All Packed? Time to Clean Up Before Heading Off on Vacation

Going on a vacation may be a lot of fun, but a lot of people often neglect their home before heading off for fun times  and great adventures ahead. Yes, the packing and preparing for the trip can be a lot of work, especially if you are headed off on a vacation of two weeks or more. However, when you return, it makes the transition back into real life easier and more comfortable if your living space is clean, fresh, organized and kept nicely – something you will love the minute you walk in the door from the airport, train station or that long road trip.


There are many things you need to do before you leave, but here are some ways to clean your home and prepare it for your vacation ahead:

• Wash and put all your dishes away before leaving on your trip.

• You should also focus on wiping your kitchen counters, sweeping your floors and making sure you have nothing that may serve as food for any insects and critters in the times ahead.

• You should check your fridge to ensure its contents are safe during the time you will spend away from home. Anything you believe may eventually spoil during your vacation should go, regardless of what it is. Butter, cheese and eggs will likely last about a week or so without a problem, but if you have any doubts you should work on cooking something with them and taking it along or eating it to ensure you’ll have no issues.

• During your deep domestic cleaning, you need to take the kitchen trash and all recyclable items to their bins outside before you head off on vacation.

Cleaning up Before a Vacation

• For your bedroom, put a fresh set of sheets and blankets on the bed before you leave, as it will be a wonderful welcome for you upon returning from your trip. A change of table covers and towels may also be a nice addition to your preparations.

• Put all clean clothes away and place the dirty ones in your laundry bin if you have no time to deal with them. The last thing you want is having a bunch of dirty laundry lying around.

• Clean up your bathroom as well when you prepare so it will be pleasant to use once you return. Give the shower more attention if you ignored it for a long time.


• When all is said and done, you will need to make sure you also pay attention to your trash as well, since leaving it half-full may become a real problem. If you have any biological waste or food inside, it may attract fruit flies or potentially pests, which is hardly something any of us wants around our home as a welcome home surprise.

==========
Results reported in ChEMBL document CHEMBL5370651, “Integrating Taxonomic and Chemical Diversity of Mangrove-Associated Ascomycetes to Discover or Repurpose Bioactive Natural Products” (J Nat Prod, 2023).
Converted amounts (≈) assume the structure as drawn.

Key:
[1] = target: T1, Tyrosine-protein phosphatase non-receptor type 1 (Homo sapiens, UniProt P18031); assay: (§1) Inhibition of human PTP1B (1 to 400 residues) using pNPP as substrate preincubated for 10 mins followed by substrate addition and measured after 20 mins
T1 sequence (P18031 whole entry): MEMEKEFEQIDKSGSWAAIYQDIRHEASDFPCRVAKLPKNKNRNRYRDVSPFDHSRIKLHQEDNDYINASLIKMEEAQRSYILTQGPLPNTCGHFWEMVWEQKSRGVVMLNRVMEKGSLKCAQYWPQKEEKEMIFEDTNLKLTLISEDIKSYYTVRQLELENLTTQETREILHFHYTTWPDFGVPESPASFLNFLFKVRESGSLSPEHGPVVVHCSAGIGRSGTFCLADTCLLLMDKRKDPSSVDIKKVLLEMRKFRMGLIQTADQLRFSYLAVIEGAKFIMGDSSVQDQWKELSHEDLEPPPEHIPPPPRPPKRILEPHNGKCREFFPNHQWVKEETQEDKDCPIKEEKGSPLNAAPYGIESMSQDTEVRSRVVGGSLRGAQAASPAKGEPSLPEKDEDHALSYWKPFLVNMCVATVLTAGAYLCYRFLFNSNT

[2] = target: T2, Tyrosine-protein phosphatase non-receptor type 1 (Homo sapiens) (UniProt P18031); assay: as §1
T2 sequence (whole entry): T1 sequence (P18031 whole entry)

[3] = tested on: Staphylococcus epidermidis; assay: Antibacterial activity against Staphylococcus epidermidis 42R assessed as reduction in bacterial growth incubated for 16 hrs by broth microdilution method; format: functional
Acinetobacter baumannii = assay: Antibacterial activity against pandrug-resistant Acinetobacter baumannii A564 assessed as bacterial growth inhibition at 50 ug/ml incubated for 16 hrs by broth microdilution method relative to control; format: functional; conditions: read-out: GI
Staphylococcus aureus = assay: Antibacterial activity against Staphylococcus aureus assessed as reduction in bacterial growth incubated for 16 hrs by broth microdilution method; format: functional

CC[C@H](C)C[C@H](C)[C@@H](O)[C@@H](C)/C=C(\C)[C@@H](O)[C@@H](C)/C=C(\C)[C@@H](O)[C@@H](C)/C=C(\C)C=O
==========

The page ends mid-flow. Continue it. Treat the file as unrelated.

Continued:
Ella Andrews is writer, blogger and social network enthusiast She is presently involved in learning more about interior design, storage and home decor:


6 Thrifty Interior Design Tips

As the cost of living continues to rise, finding the funds to renovate and update your interior design has become increasingly difficult. However, by using a few a clever tips, you can update the look of your home at a fraction of the cost. This following are 6 thrifty interior design tips to help you spruce up your interior design on a budget.

6 Thrifty Interior Design Tips

1. One Man’s Rubbish is Another Man’s Treasure

After going through a renovation, the last thing you need to be doing is paying out even more to restock your room with appropriate furniture and accessories. The likes of Ikea may be offering you all that you need, but it doesn’t mean you should head there and hand over your hard-earned money. Try looking at local salvage yards. Due to the general feeling that a lot of today’s flatpack furniture is overpriced, salvage yards are a great place to find barely used furniture at a fraction of its retail cost.

2. eBay only in Moderation

eBay is a treasure trove of quality furniture at reasonable prices, but it is easy to get carried away and fall in love with all that you find. Always play your cards close to your chest and don’t get caught up in the furor of auction, blowing your budget in the process. Try ‘sniping’ by entering your maximum bid for an item at the very last second; it is a great way to really grab a bargain.

3. Embrace the Old

The vintage look is in, as the glossy and gleaming furniture sold in many stores today is slowly sliding out of fashion. Embrace older furniture that you may be ready to put out to pasture by touching them up yourself. Also, keep an eye for any old furniture you see being discarded, and keep a creative mind in order to see not what it is but what it can be.

DecorCollage.jpg4. Take Those Trips to Flea Markets and Antique Shows

When it comes to finding furniture, flea markets and antique shows have become gold mines. Just walk on in with an open mind, eagle eye and preferably an empty car trunk in toe. Your next favourite piece of furniture could be there.

5. Freecycle = Internet Skipdiving

Looking for free items is no longer the frowned upon process it once was. In the 21st century it is common practice, as the popularity of Freecycle proves. It is a global recycling network that has many sub-networks, which are dedicated to local areas and suburbs. Anything and everything pops up on there, but you must act quickly in order to get the items you want as they will go fast.

6. Don’t Shy Away from Second Hand

The amount of waste via interior design is phenomenal, especially when it comes to furniture. Choosing to buy second-hand is the easiest way to stretch your budget, without unnecessarily sacrificing on quality. For example, should you be updating your kitchen take a look at The Used Kitchen Company instead of one of the high-street chains. New items might be the preferred choice, but don’t blow your budget buying new when you don’t have to.